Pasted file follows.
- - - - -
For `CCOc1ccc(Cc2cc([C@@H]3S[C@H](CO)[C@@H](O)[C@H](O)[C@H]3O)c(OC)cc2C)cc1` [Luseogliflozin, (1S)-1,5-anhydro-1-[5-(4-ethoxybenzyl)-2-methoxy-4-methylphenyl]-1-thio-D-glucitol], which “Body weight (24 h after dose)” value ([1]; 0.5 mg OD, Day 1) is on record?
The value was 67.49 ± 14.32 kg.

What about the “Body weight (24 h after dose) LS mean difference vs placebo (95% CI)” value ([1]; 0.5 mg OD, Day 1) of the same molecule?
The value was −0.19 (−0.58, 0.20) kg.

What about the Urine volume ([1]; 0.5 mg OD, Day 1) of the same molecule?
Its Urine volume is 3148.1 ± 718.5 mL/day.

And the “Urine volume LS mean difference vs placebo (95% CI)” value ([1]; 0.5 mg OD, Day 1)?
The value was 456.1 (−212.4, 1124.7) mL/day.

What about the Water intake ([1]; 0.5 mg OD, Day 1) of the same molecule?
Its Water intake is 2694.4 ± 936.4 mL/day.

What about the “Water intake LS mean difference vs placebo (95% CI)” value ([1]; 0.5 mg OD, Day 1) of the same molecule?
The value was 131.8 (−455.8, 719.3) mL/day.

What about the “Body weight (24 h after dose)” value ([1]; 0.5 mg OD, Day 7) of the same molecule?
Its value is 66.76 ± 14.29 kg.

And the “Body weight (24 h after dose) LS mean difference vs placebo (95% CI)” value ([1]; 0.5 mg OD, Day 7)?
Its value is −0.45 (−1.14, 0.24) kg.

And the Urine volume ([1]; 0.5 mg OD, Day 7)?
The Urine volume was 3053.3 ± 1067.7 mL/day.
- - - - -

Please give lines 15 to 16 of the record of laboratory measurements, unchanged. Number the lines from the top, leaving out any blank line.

And the “Body weight (24 h after dose) LS mean difference vs placebo (95% CI)” value ([1]; 0.5 mg OD, Day 7)?
Its value is −0.45 (−1.14, 0.24) kg.